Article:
Many studies have focused on young African-American boys and their experience in school. From gender biases in teacher grading that start as early as elementary school to blaring disparities in disciplinary practices, black male youth seem to be at a perpetual disadvantage in academic environments.

However, two studies that examined programs aiming to increase diversity by bussing minority students to primarily white schools revealed an area where black boys reportedly engaged with relative ease. According to an article published last year by Megan H. Holland, a professor at the University of Buffalo, minority boys reportedly have an easier time fitting in with their white peers at suburban schools because of stereotypes about their athleticism or "coolness" that give them greater access to activities that increase positive interactions with white students, like sports and social clubs.

On the contrary, another study conducted by Simone Ispa-Landa at Northwestern University found that black girls were comparatively seen as "ghetto" or "loud" when they exhibited behavior that was usually socially rewarding for their black male counterparts.

Ispa-Landa's study showed that “as a group, the boys were welcomed in suburban social cliques, even as they were constrained to enacting race and gender in narrow ways.” However, these urban signifiers resulted in the opposite result for black girls, who were seen as "aggressive" and undesirable, with neither the white nor the black boys showing any interest in dating minority girls. In short, playing out racial stereotypes worked in black boys' favor, while doing the same was detrimental for black females.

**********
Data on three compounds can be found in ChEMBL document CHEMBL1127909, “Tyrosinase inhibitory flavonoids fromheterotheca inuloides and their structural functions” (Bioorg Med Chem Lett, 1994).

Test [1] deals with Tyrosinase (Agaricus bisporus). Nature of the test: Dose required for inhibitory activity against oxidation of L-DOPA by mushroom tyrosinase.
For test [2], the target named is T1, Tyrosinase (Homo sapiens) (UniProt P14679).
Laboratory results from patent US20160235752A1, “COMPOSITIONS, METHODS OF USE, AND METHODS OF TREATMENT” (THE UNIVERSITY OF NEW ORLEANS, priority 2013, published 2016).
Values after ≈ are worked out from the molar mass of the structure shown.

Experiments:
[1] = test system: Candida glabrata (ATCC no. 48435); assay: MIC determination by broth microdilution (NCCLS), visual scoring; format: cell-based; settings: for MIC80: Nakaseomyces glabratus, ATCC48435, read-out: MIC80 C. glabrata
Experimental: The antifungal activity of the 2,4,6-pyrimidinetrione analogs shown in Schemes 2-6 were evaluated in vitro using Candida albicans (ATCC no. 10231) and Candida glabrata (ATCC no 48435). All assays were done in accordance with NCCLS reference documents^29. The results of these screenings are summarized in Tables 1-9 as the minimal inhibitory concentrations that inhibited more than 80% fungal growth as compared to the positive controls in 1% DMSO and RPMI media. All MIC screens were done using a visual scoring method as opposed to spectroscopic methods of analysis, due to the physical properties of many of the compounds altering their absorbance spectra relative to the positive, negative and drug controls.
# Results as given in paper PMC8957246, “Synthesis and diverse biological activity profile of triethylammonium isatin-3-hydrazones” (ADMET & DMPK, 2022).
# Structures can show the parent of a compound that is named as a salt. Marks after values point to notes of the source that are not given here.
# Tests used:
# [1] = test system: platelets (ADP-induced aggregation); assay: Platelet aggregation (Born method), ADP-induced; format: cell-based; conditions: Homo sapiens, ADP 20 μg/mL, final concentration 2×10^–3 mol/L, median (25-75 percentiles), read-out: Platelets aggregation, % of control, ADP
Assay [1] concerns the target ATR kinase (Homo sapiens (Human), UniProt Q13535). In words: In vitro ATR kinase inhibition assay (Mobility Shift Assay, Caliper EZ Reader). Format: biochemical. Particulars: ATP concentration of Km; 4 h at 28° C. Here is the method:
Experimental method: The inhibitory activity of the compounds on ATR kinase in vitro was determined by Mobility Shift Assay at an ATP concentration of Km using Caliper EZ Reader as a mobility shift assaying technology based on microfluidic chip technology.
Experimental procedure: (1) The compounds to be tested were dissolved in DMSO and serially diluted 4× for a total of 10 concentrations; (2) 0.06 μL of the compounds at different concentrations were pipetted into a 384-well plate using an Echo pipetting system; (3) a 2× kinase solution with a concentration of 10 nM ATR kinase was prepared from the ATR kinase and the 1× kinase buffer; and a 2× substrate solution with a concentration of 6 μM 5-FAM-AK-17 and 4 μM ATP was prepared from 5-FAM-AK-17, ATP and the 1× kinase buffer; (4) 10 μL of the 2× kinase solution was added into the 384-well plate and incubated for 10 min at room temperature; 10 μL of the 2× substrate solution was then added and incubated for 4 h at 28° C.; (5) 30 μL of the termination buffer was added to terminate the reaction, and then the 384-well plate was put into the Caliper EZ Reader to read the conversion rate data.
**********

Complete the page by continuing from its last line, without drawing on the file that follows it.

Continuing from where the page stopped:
This experience was specifically tethered to the context of suburban, primarily white learning environments. An experience Aboubacar Ndiaye recalls in his reflection on the studies in The Atlantic.

Black boys in Ispa-Landa's study found themselves simultaneously feeding into stereotypes that made them seem "street smart" or "tough" and code-switching their speech and mannerisms to make their white counterparts comfortable. Many reported feeling safer in their suburban schools, as they would not be considered tough in their urban environments. However, while black boys could use these stereotypes to their advantage, black girls in Ispa-Landa's study reported feeling penalized for doing the same and felt they "failed to embody characteristics of femininity" that would garner them popularity in school.

The findings unfortunately aren't terribly surprising, as a recent study performed by Essence magazine found that many black women felt the images of black females in media were "overwhelmingly negative." Stereotypical black masculinity, however, has been popularized in culture through hip-hop and film, although it doesn't always work in black males' favor in both academic environments and general society.

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DURHAM, NC - MARCH 03: A fan of the Duke Blue Devils waits in line to get into Cameron Indoor Stadium for their game against the North Carolina Tar Heels on March 3, 2012 in Durham, North Carolina. (Photo by Streeter Lecka/Getty Images)